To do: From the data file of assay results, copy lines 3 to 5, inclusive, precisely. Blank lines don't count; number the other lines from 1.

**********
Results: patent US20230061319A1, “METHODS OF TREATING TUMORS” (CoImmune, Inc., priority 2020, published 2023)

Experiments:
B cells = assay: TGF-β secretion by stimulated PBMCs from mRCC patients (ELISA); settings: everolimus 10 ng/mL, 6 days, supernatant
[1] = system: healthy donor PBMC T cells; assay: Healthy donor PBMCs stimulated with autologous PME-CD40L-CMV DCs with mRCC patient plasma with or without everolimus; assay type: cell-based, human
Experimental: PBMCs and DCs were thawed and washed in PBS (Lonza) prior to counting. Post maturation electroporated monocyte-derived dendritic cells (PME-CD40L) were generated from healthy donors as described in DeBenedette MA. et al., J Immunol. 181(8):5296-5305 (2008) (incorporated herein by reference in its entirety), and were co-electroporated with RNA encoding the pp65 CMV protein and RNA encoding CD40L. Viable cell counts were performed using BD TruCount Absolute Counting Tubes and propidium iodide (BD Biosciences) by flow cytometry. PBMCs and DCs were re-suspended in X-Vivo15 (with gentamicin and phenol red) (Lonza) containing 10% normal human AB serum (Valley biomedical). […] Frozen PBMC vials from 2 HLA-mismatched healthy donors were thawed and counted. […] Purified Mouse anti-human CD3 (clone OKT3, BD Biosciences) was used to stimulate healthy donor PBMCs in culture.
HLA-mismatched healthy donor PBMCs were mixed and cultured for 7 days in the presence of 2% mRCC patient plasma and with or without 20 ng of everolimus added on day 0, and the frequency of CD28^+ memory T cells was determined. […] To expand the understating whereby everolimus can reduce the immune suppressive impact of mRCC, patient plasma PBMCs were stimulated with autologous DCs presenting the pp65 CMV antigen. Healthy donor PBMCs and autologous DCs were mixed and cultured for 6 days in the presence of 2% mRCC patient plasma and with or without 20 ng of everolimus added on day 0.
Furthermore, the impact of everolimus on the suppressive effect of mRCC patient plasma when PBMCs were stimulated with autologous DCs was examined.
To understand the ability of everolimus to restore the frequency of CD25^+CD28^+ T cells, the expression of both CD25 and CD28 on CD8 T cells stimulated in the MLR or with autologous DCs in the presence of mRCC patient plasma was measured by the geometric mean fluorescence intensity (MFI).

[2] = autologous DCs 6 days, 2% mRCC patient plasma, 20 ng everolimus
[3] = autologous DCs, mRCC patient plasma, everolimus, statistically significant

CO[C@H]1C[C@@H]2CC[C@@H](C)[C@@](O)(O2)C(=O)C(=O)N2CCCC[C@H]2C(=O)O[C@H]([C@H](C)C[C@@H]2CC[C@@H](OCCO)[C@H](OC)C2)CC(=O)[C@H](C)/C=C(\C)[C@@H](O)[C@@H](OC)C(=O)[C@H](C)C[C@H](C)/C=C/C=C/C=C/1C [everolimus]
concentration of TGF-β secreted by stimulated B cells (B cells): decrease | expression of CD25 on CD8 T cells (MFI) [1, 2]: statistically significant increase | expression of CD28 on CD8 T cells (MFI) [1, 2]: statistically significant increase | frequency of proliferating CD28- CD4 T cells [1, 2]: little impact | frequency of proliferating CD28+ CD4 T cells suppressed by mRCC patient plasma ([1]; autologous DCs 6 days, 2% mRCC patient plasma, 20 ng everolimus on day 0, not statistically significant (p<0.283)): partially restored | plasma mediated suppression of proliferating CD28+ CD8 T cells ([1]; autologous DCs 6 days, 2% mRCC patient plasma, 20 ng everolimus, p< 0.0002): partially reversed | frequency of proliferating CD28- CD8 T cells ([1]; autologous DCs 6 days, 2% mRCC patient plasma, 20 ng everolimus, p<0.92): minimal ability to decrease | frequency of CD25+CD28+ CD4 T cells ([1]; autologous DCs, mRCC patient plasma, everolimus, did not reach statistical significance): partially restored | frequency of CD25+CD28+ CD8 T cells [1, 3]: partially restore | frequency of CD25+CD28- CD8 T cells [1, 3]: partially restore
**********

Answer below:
B cells = assay: TGF-β secretion by stimulated PBMCs from mRCC patients (ELISA); settings: everolimus 10 ng/mL, 6 days, supernatant
[1] = system: healthy donor PBMC T cells; assay: Healthy donor PBMCs stimulated with autologous PME-CD40L-CMV DCs with mRCC patient plasma with or without everolimus; assay type: cell-based, human
Experimental: PBMCs and DCs were thawed and washed in PBS (Lonza) prior to counting. Post maturation electroporated monocyte-derived dendritic cells (PME-CD40L) were generated from healthy donors as described in DeBenedette MA. et al., J Immunol. 181(8):5296-5305 (2008) (incorporated herein by reference in its entirety), and were co-electroporated with RNA encoding the pp65 CMV protein and RNA encoding CD40L. Viable cell counts were performed using BD TruCount Absolute Counting Tubes and propidium iodide (BD Biosciences) by flow cytometry. PBMCs and DCs were re-suspended in X-Vivo15 (with gentamicin and phenol red) (Lonza) containing 10% normal human AB serum (Valley biomedical). […] Frozen PBMC vials from 2 HLA-mismatched healthy donors were thawed and counted. […] Purified Mouse anti-human CD3 (clone OKT3, BD Biosciences) was used to stimulate healthy donor PBMCs in culture.